Four times Boris Johnson proved he definitely isn’t a ‘proud Unionist’

DOUGLAS Ross was putting it mildly when he said Boris Johnson has an “uphill task” in Scotland.

Survey after survey and protest after protest have shown that the Tory Prime Minister is about as popular as the poll tax.

Just last week, research showed Scots are four times more likely to trust Nicola Sturgeon’s government than Johnson’s to work for their interests.

WATCH: Boris Johnson can’t explain why Scots trust Holyrood over Westminster

Ross is the man with the unenviable task of trying to pretend that Scots don’t think his boss is a clown.

He was asked at a fringe event at the virtual Conservative Party conference if the PM’s outlook “played” in Scotland.

He replied: “His approval ratings would suggest he’s got an uphill challenge to convince more and more Scots.”

Johnson does supposedly have one thing going in his favour, however.

“But he is a proud Unionist, he believes in the strength of the four nations of the United Kingdom,” Ross claimed.

Boris Johnson: I’m not to blame for surge in support for Scottish independence

Is that so?

We took a trip down memory lane to see what the Tory Prime Minister really believes about the Union.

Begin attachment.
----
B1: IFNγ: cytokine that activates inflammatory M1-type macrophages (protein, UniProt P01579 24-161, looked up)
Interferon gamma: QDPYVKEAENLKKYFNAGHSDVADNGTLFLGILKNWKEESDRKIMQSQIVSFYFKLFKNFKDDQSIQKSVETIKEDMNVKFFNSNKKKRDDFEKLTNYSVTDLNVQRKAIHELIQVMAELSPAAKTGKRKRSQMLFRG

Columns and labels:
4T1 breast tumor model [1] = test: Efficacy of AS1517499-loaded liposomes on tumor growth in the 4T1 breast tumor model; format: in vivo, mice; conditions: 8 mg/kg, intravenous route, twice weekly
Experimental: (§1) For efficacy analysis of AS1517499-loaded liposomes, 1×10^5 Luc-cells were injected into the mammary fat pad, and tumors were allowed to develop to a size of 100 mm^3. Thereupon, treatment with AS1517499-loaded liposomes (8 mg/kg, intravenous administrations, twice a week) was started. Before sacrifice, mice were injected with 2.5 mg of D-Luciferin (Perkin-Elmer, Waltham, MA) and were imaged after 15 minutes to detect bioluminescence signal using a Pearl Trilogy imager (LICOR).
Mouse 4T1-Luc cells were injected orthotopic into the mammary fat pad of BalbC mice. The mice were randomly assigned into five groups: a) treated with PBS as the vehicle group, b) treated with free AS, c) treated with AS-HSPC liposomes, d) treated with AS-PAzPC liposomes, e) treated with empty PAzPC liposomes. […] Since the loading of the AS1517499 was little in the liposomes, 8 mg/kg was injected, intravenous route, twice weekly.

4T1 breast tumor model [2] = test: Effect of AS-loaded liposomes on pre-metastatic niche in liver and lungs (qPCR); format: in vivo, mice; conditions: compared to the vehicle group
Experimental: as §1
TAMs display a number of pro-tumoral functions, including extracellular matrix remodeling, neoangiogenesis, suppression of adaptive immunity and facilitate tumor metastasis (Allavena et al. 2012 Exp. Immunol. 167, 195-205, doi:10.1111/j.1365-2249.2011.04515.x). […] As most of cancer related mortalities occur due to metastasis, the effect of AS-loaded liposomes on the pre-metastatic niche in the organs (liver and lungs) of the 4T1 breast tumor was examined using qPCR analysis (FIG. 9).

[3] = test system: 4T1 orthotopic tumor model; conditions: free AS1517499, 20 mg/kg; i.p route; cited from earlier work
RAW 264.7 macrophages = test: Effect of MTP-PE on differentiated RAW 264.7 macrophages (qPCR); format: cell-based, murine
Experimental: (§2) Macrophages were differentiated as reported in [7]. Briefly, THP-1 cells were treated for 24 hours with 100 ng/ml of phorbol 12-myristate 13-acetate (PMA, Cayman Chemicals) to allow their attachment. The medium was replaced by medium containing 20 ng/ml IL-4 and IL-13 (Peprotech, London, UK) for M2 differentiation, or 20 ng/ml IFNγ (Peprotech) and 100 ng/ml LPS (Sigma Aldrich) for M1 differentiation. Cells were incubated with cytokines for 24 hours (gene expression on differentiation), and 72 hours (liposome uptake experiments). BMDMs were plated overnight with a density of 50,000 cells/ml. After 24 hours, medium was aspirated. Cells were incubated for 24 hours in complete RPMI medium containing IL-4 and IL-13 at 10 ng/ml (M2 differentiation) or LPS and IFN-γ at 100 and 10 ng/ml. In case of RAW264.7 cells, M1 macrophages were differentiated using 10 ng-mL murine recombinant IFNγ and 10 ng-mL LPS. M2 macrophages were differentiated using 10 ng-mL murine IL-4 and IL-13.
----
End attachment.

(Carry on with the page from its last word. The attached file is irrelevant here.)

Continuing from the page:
In 2001, Johnson told “free-riding” Scots exactly what he thinks about their newly established legislative powers.

He wrote in the Telegraph: “Devolution is causing all the strains that its opponents predicted, and in allowing the Scots to make their own laws, while free-riding on English taxpayers, it is simply unjust. The time will come when the Scots will discover that their personal care for the elderly is too expensive, and they will come, cap in hand to Uncle Sugar in London. And when they do, I propose that we tell them to hop it…”

Eight years on, it seems Johnson was still fuming about Scots being able to have limited control over their own affairs.

“I do think it pretty monstrous that you get free care for the elderly in Scotland and no tuition fees when you still get considerable subsidies from the rest of the UK,” the then-London mayor said. His team also gave a warning of what’s to come were he ever, by some sick twist of fate, put in charge of the UK.

Three years later, Johnson stopped being so coy about the issue. “A pound spent in Croydon is far more of value to the country than a pound spent in Strathclyde,” the future Prime Minister stated.

In 2014, Johnson was fuming that Scotland wasn’t having its funding cut. He attacked David Cameron for making a “reckless promise” not to slash Barnett consequentials.

“I’m very keen on a Barnett formula which does justice to Barnet with one T [Barnet in north London],” Johnson said. “We can’t just go on with a system that even Joel Barnett himself thinks is outdated.”

For a top Unionist, Boris Johnson doesn’t seem to be very fond of the Union. Douglas Ross may want to consider that next time he’s asked about his boss.

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